He’s worked in the field for 12 years to help communities become more resilient in the face of climate change. Citing findings from a recent CRS study on soil degradation, Ehsan says, “soil-loss rates are going to increase because of high temperature, less vegetation cover, and more intense rainfall.”
“What is happening in Cape Town is just one example of how climate change is affecting the continent,” Dan Shepard, an information officer who works on climate change for the United Nations, tells Teen Vogue.
“We are also seeing coastal erosion in Western Africa and changing currents in the water off South Africa, which affects everything from fishing patterns to penguin populations. Climate change exacerbates things, so as temperatures are rising across the continent, it causes more extreme weather, intense droughts, the list goes on.”
CRS says it runs climate and agricultural programs in 43 countries reaching over 9 million people. In Lesotho, they are possibly the only organization in-country that is focusing efforts on the youngest generation of agricultural workers to change their behavior to adapt to the changing ecosystem.
They start by teaching farmers what climate change is, enlightening communities on how pollution that occurs thousands of miles away is linked to the increasingly erratic and extreme weather patterns at home. Experts also ensure that locals understand not only the global impact of human behavior on their land locally, but also new farming techniques that are more resilient to global climate trends.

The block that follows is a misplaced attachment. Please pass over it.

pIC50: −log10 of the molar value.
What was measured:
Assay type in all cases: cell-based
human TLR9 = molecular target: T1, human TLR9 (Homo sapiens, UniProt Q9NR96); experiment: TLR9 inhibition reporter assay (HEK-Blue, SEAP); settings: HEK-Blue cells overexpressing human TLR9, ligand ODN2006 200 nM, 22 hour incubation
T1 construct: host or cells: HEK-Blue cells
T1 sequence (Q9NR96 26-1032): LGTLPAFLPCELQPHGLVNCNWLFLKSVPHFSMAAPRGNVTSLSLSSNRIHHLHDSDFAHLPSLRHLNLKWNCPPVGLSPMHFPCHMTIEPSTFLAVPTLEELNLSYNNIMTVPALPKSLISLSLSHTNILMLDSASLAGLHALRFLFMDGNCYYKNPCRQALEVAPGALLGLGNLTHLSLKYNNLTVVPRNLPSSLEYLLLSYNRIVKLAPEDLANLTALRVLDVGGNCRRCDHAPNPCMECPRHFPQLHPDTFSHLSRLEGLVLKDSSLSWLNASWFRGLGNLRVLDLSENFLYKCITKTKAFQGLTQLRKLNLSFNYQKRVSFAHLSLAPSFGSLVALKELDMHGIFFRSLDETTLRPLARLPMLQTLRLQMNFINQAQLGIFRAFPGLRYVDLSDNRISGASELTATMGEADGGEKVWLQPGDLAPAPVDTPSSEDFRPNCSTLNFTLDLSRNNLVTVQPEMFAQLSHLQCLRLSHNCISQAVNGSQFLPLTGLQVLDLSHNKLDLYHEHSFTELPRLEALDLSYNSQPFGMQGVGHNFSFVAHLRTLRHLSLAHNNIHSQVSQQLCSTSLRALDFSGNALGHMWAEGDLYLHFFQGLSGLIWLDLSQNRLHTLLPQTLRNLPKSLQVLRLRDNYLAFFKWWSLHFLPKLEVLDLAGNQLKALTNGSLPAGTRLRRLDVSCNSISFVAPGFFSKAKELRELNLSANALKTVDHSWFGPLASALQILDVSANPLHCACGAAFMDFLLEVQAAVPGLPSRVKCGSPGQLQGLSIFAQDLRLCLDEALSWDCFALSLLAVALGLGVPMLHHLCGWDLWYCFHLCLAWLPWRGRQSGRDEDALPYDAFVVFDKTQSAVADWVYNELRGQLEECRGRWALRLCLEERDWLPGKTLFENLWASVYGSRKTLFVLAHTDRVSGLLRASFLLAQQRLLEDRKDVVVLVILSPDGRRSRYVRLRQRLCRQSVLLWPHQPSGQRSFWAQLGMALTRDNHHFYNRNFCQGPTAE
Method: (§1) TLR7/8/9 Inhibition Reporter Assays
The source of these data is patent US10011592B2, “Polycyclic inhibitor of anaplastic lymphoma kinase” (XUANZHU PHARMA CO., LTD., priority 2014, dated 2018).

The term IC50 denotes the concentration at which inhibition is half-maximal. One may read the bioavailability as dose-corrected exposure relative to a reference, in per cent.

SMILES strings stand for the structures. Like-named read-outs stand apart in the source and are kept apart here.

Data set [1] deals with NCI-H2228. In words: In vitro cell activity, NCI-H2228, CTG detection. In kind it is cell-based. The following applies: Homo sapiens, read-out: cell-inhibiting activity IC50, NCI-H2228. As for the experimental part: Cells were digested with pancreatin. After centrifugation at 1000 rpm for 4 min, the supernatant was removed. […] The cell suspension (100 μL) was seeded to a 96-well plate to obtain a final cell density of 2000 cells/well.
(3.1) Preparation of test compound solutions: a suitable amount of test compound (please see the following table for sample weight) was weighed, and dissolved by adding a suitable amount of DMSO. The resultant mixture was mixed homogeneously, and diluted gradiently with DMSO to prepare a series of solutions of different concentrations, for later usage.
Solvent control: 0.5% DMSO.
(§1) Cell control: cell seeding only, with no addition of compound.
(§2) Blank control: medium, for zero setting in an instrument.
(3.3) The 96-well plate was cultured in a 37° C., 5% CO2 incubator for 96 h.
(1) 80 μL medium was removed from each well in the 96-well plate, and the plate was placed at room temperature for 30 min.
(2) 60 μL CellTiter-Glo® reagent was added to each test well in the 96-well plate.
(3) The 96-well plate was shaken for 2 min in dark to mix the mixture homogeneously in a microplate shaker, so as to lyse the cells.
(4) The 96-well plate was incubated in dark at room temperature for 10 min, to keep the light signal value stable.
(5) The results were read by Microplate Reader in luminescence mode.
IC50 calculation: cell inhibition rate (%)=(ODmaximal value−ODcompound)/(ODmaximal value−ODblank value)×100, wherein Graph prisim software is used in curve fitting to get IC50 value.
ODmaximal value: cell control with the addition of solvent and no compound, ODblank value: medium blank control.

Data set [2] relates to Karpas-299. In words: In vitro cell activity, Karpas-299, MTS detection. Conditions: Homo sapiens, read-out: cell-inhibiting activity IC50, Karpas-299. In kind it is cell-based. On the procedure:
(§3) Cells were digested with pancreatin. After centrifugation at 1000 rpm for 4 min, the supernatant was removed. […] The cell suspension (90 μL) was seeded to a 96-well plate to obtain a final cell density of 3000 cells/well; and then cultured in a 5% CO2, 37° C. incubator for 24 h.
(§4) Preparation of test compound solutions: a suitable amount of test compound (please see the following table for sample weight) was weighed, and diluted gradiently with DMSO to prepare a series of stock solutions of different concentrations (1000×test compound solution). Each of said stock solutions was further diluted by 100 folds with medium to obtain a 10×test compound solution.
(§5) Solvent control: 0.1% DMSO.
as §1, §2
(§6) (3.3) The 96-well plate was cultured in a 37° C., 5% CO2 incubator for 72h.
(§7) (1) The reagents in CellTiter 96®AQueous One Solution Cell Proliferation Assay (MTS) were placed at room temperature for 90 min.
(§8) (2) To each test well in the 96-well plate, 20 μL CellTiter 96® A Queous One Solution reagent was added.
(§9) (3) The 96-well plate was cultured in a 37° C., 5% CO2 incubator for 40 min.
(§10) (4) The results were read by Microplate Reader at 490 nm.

For the rising generation of farmers, that means learning how to plant smart crops and use the land as wisely as possible.
“As crop production declines with the change in rainfall, people make up for losses by cutting down more trees to expand their land. But that just makes things worse because it releases more carbon into the atmosphere,” Ehsan says.
“Those trees also prevent water-run off which keeps the soil moist, so they are taking away an important preventative mechanism that they might not know they need.”
CRS also trains farmers on how to diversify crops. Corn is often a staple crop because it is hearty and cheap to plant, but farmers are now learning that it isn’t good for the soil, Ehsan says. Environmental experts are promoting climate-smart agriculture by recommending intercropping, planting things like beans alongside other crops to put more nitrogen in the soil. Experts also show farmers how to rotate their crops, making them more resistant to pests.
“All of this is good insurance against [the changing] weather, and people get excited about it. They see the economic returns,” Ehsan says.
CRS is also arming Makalo and his fellow herd boys with an unlikely tool that both helps them economically and works to reduce the impact of climate change on the land: seeds for trees. Using apple, peach, and acacia seedlings, herder communities are trained to create nurseries that grow the trees, which they sell to the government.
The Ministry of Forestry, Range and Conservation (MFRC) then plants the trees in local areas as part of an effort to restore the degraded ecosystems.
The success of the new agriculture practices is clear. “It’s a win-win with long lasting impact,” Ehsan says. “Farmers get another way to make money, they learn importance of trees in fighting climate change, while helping to restore and protect their land in the process.”